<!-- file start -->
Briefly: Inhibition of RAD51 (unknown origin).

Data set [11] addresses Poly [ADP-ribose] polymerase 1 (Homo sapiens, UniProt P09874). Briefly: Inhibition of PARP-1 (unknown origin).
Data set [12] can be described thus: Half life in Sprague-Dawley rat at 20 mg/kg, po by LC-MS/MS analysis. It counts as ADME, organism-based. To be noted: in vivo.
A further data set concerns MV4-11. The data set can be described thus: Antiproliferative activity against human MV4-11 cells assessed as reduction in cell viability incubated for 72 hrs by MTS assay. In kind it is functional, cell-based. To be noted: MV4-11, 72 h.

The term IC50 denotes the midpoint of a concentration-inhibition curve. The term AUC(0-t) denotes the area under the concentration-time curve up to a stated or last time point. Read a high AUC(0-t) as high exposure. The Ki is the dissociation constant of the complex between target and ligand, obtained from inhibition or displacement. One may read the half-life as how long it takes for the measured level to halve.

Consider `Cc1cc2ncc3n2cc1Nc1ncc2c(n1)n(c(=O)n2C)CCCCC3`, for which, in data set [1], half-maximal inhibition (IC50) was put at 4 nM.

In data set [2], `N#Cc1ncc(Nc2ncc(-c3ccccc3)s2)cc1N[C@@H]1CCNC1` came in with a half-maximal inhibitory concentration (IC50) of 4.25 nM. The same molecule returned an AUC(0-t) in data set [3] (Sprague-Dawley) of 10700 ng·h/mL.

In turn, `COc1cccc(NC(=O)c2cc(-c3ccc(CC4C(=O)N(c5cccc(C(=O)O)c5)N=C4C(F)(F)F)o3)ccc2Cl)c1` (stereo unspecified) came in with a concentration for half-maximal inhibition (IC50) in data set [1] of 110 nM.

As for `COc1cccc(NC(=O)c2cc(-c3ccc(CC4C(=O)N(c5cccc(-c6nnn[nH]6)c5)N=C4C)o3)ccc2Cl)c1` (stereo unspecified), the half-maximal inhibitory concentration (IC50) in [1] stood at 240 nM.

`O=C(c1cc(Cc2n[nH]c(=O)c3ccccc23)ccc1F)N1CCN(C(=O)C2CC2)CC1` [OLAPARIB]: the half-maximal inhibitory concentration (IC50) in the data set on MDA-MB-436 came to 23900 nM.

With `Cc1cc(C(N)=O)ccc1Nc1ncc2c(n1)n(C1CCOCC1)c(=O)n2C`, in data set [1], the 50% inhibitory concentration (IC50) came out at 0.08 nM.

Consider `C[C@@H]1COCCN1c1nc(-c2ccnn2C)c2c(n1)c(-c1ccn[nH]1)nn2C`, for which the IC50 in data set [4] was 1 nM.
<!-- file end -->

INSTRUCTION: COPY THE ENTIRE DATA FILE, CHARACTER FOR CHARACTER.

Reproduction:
Briefly: Inhibition of RAD51 (unknown origin).

Data set [11] addresses Poly [ADP-ribose] polymerase 1 (Homo sapiens, UniProt P09874). Briefly: Inhibition of PARP-1 (unknown origin).
Data set [12] can be described thus: Half life in Sprague-Dawley rat at 20 mg/kg, po by LC-MS/MS analysis. It counts as ADME, organism-based. To be noted: in vivo.
A further data set concerns MV4-11. The data set can be described thus: Antiproliferative activity against human MV4-11 cells assessed as reduction in cell viability incubated for 72 hrs by MTS assay. In kind it is functional, cell-based. To be noted: MV4-11, 72 h.

The term IC50 denotes the midpoint of a concentration-inhibition curve. The term AUC(0-t) denotes the area under the concentration-time curve up to a stated or last time point. Read a high AUC(0-t) as high exposure. The Ki is the dissociation constant of the complex between target and ligand, obtained from inhibition or displacement. One may read the half-life as how long it takes for the measured level to halve.

Consider `Cc1cc2ncc3n2cc1Nc1ncc2c(n1)n(c(=O)n2C)CCCCC3`, for which, in data set [1], half-maximal inhibition (IC50) was put at 4 nM.

In data set [2], `N#Cc1ncc(Nc2ncc(-c3ccccc3)s2)cc1N[C@@H]1CCNC1` came in with a half-maximal inhibitory concentration (IC50) of 4.25 nM. The same molecule returned an AUC(0-t) in data set [3] (Sprague-Dawley) of 10700 ng·h/mL.

In turn, `COc1cccc(NC(=O)c2cc(-c3ccc(CC4C(=O)N(c5cccc(C(=O)O)c5)N=C4C(F)(F)F)o3)ccc2Cl)c1` (stereo unspecified) came in with a concentration for half-maximal inhibition (IC50) in data set [1] of 110 nM.

As for `COc1cccc(NC(=O)c2cc(-c3ccc(CC4C(=O)N(c5cccc(-c6nnn[nH]6)c5)N=C4C)o3)ccc2Cl)c1` (stereo unspecified), the half-maximal inhibitory concentration (IC50) in [1] stood at 240 nM.

`O=C(c1cc(Cc2n[nH]c(=O)c3ccccc23)ccc1F)N1CCN(C(=O)C2CC2)CC1` [OLAPARIB]: the half-maximal inhibitory concentration (IC50) in the data set on MDA-MB-436 came to 23900 nM.

With `Cc1cc(C(N)=O)ccc1Nc1ncc2c(n1)n(C1CCOCC1)c(=O)n2C`, in data set [1], the 50% inhibitory concentration (IC50) came out at 0.08 nM.

Consider `C[C@@H]1COCCN1c1nc(-c2ccnn2C)c2c(n1)c(-c1ccn[nH]1)nn2C`, for which the IC50 in data set [4] was 1 nM.